Review by Frank Plowright
Much of Devil At Bay was concerned with establishing Daredevil in San Francisco, embedding him there along with a purpose and a supporting cast, which makes it strange that the first half of West-Case Scenario looks back to the past, and, initially, the future.
Before we hit the title story, there’s a break in the continuity to enable three creative teams to present a short look at Daredevil on his fiftieth anniversary. Is Mark Waid hinting at his own future plots by presenting Matt Murdock’s recollections at fifty? That’s nicely drawn by Javier Rodriguez. Brian Michael Bendis and Alex Maleev opt for text and illustration. All Daredevil stories are fiction, but is theirs more fictional than most? Karl Kesel looks back to the days when Matt was masquerading as his outgoing brother Mike. All are interesting enough, but not as much fun as the main event.
Beyond his brief opener, Waid contributes two very different stories. The first is surely the best use of revealed secrets during the Original Sin storyline afflicting all Marvel superhero titles. It’s the perfect use of misdirection, Waid using the necessity of the crossover to introduce an ethical conundrum, and the conclusion to answer it innovatively, but instead delivering a wild story set in the African jungle kingdom of Wakanda. It needs Daredevil to be detective, lawyer and superhero and Rodriguez draws it all beautifully (sample art right), down to the big emotional moment addressing an under-appreciated condition in comics for the first time while adding to Matt Murdock’s background.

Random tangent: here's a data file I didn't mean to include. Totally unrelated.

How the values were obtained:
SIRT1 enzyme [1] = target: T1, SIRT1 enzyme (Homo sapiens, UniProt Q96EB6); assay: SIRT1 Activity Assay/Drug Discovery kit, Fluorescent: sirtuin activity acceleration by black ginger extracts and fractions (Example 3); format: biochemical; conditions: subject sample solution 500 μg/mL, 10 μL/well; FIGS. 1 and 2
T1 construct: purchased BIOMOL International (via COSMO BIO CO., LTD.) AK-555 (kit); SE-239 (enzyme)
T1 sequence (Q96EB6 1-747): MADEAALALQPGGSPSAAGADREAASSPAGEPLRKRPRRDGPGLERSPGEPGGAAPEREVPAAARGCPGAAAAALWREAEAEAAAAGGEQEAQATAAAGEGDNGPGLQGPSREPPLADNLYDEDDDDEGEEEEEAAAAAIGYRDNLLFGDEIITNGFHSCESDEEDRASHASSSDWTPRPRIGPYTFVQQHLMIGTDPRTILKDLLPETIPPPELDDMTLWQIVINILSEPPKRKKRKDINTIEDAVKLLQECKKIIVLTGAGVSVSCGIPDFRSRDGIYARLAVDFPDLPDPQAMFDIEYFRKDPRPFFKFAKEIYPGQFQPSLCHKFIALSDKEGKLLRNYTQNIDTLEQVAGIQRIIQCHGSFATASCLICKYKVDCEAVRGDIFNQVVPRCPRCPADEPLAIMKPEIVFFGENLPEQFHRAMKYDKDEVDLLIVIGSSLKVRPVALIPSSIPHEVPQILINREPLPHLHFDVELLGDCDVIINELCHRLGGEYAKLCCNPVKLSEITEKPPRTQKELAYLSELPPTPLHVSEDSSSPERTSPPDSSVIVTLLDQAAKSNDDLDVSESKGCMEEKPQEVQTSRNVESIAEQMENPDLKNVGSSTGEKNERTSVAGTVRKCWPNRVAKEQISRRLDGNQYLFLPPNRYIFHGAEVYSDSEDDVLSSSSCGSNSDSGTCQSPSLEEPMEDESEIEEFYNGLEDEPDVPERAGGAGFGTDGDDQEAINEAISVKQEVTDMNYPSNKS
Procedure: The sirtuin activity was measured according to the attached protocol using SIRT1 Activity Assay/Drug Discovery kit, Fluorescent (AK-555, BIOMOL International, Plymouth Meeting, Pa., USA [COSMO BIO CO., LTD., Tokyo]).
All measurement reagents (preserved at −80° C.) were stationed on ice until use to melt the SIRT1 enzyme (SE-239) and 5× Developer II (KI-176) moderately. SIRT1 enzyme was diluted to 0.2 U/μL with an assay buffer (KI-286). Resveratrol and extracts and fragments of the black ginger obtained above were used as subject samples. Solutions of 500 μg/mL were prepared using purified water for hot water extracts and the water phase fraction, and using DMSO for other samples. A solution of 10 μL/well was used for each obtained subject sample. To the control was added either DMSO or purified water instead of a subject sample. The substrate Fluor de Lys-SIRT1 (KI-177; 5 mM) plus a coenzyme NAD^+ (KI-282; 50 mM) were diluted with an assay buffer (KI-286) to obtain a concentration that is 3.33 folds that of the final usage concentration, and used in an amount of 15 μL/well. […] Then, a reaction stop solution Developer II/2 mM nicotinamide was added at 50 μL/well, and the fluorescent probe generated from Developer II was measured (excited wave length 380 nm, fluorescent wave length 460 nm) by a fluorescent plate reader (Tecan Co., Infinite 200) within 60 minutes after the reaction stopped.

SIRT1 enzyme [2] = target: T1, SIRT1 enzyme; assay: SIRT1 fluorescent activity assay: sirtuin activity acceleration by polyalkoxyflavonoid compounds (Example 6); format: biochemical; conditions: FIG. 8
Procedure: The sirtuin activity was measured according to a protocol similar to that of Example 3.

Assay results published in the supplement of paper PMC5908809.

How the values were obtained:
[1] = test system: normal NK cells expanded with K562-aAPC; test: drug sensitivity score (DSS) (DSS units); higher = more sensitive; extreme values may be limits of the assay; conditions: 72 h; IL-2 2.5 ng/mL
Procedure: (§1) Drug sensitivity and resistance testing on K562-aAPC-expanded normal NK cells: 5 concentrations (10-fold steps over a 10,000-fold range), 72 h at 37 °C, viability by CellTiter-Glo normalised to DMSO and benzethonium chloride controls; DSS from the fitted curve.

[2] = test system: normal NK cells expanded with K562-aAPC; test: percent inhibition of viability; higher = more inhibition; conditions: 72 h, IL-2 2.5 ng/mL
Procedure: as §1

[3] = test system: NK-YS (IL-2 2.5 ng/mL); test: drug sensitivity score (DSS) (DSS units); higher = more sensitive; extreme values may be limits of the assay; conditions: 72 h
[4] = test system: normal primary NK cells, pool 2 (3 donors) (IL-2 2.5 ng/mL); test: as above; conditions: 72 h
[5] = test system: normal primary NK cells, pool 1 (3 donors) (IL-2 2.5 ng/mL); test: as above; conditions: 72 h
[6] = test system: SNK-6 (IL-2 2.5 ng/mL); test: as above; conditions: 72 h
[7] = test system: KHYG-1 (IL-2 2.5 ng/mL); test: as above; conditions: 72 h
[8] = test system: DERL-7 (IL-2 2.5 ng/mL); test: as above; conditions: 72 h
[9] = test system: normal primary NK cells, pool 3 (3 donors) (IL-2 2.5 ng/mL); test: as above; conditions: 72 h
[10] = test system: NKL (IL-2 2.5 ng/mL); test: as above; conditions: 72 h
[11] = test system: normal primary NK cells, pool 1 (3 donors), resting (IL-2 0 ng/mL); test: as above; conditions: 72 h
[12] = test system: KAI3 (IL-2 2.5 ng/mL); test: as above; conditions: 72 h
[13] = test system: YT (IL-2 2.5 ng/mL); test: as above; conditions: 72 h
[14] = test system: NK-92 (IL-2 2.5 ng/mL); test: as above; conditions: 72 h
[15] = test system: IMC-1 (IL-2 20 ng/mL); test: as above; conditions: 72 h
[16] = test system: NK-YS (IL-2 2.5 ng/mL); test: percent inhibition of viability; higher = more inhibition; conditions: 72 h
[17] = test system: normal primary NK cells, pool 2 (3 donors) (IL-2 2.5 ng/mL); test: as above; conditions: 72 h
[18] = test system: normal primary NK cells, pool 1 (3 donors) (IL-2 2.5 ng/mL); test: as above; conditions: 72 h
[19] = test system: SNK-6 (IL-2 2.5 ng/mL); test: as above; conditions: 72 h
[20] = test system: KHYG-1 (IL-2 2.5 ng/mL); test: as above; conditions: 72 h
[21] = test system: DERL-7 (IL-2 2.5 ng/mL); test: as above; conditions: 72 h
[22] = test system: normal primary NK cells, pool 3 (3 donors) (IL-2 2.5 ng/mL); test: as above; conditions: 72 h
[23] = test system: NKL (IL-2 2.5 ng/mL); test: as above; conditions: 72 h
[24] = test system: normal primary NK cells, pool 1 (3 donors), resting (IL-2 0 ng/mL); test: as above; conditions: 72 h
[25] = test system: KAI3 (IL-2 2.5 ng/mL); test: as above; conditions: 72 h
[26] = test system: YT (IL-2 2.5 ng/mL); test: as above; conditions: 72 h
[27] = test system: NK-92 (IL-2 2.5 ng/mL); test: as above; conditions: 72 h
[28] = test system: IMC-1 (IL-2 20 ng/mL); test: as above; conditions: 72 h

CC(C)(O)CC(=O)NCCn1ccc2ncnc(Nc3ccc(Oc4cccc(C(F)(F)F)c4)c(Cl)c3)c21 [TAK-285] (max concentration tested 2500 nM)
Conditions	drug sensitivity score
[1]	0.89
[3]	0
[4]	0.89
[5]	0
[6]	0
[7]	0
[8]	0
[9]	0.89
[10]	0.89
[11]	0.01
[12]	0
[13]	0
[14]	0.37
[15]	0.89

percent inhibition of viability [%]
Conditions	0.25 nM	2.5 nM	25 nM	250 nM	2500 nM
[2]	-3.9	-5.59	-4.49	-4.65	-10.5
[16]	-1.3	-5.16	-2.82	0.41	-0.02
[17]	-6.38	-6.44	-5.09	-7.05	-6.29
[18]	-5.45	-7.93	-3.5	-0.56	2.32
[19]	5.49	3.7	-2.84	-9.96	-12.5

Within this series of Daredevil Waid has already been good when it comes to using Daredevil’s largely underwhelming set of foes, and for the final story he turns his attention to one of the genuine big hitters, the Purple Man. Bendis and the Jessica Jones TV show had already shown how the application of logic to a person able to control anyone via voice commands produces a terrifying villain, and Waid’s extrapolation of that also horrifies. What would the Purple Man’s children be like? This is one of those stories that as the pages count down to the end of the book you figure Waid can’t possibly finish everything he’s set in motion, but he can. However, it’s not memorable, despite Chris Samnee once again shining artistically. The concept is great, but it’s as if having had the premise Waid couldn’t really come up with a way to exploit it effectively.
An interesting aspect of West-Case Scenario is Waid’s incorporation of real world medical conditions. He used cancer throughout his New York Daredevil run without ever diminishing or trivialising it, and does the same here with other conditions. They don’t dominate, but neither is their use casual, and the ending indicates that depression may feature again. The Daredevil You Know is next.